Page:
Look Good Feel Better
In 1989, the Cosmetic, Toiletry, and Fragrance Association (now the Personal Care Products Council) teamed up with American Cancer Society and the Professional Beauty Association in order to launch the Look Good Feel Better program. Through the program, cancer survivors can participate in beauty workshops, get connected to beauty experts, and receive free cosmetic products to assist them in reclaiming their personal appearance and moving forward.
The program is a nonprofit that relies upon volunteers and donations, ensuring that cancer survivors are able to benefit from makeovers and beauty workshops without taking on additional costs. Licensed cosmetologists sign up for a four-hour training program, and then volunteer to lead either individual or group workshops that focus on skin and nail care, hair and wig care, fashionable head coverings, camouflaging scars and areas of concern, and flattering clothing choices.
By arming women with both resources and knowledge, the Look Good Feel Better program hopes to empower women to show their beauty in new ways. They are not alone, as there are many non-profits focused on advocating for cancer patients and providing both resources and materials to help people regain normalcy after the difficulties of receiving treatment. Checking a nearby cancer center may provide a list of local and nearby organizations that help breast cancer patients recover.
Insurance companies may provide coverage for the cost of a wig, although it may not cover the more expensive and realistic human-hair wigs, which can go for up to $3000. Synthetic wigs are typically between $250 and $500, and most women will choose this option for the short term, as hair will eventually grow back for grow back for most women. While it may not grow back exactly the same, being connected to a hair stylist can be a great way to learn how to wear a new hair style altogether.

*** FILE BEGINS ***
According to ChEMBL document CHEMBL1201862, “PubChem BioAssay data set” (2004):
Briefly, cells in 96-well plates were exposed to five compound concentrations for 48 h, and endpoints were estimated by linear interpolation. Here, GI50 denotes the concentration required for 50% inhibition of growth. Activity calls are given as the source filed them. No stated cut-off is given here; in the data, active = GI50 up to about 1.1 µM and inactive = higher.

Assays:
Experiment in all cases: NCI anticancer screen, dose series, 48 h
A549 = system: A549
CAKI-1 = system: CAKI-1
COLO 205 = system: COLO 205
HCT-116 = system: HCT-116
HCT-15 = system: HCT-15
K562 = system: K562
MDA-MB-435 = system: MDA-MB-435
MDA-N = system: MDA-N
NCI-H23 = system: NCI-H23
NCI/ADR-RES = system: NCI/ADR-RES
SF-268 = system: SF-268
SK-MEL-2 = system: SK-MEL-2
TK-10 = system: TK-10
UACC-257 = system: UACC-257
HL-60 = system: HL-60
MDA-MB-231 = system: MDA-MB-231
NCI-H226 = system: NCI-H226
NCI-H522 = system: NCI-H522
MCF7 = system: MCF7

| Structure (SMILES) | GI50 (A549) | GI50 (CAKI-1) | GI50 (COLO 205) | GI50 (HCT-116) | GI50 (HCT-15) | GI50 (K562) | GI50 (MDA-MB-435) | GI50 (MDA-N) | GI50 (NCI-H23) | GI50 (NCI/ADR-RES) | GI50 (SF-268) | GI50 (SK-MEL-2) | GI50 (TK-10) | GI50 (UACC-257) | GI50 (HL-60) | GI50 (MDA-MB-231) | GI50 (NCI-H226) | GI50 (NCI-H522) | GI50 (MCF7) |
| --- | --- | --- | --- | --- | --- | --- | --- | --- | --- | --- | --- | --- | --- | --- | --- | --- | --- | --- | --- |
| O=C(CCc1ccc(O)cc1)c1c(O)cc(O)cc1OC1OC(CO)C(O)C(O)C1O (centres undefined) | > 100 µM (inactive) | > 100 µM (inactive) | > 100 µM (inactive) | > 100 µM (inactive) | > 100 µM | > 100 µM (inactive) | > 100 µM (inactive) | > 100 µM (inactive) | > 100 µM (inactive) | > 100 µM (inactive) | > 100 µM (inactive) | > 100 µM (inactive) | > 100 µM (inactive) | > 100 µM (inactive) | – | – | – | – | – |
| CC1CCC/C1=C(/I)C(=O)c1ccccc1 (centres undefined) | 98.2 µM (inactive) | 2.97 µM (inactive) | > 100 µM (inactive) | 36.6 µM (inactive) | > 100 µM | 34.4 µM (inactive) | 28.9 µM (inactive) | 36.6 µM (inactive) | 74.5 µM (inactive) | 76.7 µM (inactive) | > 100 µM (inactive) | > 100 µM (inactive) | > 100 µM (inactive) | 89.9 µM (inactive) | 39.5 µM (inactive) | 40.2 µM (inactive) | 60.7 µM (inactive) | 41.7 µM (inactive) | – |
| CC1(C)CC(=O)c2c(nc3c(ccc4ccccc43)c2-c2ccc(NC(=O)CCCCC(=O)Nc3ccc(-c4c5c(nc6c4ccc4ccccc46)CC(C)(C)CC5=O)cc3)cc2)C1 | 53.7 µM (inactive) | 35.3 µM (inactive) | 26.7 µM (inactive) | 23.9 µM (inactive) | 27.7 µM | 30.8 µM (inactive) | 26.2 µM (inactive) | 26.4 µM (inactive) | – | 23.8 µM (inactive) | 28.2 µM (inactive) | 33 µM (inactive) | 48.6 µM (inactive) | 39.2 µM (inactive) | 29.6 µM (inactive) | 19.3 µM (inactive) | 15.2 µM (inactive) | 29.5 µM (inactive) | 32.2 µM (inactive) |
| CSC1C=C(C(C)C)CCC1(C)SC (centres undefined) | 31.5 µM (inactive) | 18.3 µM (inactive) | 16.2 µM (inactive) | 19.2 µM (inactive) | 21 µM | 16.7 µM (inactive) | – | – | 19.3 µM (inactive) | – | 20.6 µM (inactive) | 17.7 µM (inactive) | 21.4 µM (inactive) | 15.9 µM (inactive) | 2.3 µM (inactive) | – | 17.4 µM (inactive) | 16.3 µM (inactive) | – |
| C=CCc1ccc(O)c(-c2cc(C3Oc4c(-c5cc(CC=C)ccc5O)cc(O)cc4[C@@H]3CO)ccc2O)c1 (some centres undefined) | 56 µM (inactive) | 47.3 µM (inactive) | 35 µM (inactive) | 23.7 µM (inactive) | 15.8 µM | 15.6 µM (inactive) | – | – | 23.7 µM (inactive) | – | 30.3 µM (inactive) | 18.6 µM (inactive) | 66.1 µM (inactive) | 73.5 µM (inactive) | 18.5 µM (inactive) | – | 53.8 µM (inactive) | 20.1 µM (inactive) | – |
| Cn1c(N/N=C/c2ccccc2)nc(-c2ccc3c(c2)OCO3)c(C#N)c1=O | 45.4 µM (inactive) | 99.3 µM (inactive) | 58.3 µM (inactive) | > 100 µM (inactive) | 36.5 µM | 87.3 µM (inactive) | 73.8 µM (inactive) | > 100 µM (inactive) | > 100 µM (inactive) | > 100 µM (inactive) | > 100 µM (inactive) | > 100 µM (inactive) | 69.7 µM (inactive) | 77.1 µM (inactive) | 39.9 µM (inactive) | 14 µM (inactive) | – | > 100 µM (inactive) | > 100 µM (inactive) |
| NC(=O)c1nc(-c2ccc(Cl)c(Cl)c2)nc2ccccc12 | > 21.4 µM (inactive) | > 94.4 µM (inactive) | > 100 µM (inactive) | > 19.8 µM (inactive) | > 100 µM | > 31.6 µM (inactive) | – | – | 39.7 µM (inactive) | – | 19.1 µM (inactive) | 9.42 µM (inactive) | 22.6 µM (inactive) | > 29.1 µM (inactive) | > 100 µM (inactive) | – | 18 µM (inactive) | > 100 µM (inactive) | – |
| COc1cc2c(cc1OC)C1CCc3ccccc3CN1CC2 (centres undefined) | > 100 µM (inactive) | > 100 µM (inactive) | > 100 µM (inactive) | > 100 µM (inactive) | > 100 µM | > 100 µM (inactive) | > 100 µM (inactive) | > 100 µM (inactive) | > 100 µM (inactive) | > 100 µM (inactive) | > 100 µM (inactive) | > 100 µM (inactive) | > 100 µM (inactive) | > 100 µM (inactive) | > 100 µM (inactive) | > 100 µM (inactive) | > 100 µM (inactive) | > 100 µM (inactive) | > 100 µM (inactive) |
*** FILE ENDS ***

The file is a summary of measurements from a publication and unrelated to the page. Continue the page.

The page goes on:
Life After Cancer
The importance of a makeover should never be underestimated. Women who survive breast cancer will already need to live beyond a terrifying brush with mortality, the scars of surgery, and the side effects of treatment. Some women are able to walk through the entire process with confidence and strength, and others may respond in total fear. Either way, it is important to be prepared for what may come, and to surround yourself with resources and options.
Sylvia Caruso owns and operates The Hair Studio and Wig Salon, and she has worked with hundreds of breast cancer patients since opening up shop in 1972. She was diagnosed with breast cancer in 2011, and underwent four rounds of chemotherapy in addition to a mastectomy and reconstruction. Her first question when finding out that she would need chemotherapy was not “am I going to live?” but instead: “is it the hair-losing kind?”
For Caruso, running The Hair Studio and Wig Salon is about more than offering people wigs. It is about offering them the support, encouragement, and consultation that they need to feel strong and confident about themselves. Her efforts and care have earned her a place on the Massachusetts General Hospital Cancer Center’s The One Hundred, a list for exceptional cancer advocates.
The lifesaving treatment required to defeat breast cancer may seem to outweigh the physical and mental consequences that women experience afterwards, but that doesn’t mean that the fight ends when the cancer is gone. For women trying to bring themselves back to the lives that they led before cancer, a makeover can be just as important as receiving treatment, and can be the determining factor in truly putting cancer behind them.